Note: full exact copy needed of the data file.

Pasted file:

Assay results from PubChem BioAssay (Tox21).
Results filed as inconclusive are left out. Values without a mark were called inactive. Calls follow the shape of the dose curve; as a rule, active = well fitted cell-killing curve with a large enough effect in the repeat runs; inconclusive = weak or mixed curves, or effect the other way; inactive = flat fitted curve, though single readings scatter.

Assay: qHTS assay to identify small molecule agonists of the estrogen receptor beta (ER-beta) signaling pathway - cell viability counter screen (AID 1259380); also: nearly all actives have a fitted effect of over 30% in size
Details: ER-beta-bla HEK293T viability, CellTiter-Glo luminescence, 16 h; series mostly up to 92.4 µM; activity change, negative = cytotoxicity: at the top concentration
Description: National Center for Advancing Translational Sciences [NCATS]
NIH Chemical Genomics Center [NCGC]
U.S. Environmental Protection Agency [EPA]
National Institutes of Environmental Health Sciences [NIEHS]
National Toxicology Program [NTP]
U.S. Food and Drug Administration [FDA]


Assay results from PubChem BioAssay (Tox21).
Results filed as inconclusive are left out. Values without a mark were called inactive. Calls follow the shape of the dose curve; as a rule, active = well fitted cell-killing curve with a large enough effect in the repeat runs; inconclusive = weak or mixed curves, or effect the other way; inactive = flat fitted curve, though single readings scatter.

Assay: qHTS assay to identify small molecule agonists of the estrogen receptor beta (ER-beta) signaling pathway - cell viability counter screen (AID 1259380); also: nearly all actives have a fitted effect of over 30% in size
Details: ER-beta-bla HEK293T viability, CellTiter-Glo luminescence, 16 h; series mostly up to 92.4 µM; activity change, negative = cytotoxicity: at the top concentration
Description: National Center for Advancing Translational Sciences [NCATS]
NIH Chemical Genomics Center [NCGC]
U.S. Environmental Protection Agency [EPA]
National Institutes of Environmental Health Sciences [NIEHS]
National Toxicology Program [NTP]
U.S. Food and Drug Administration [FDA]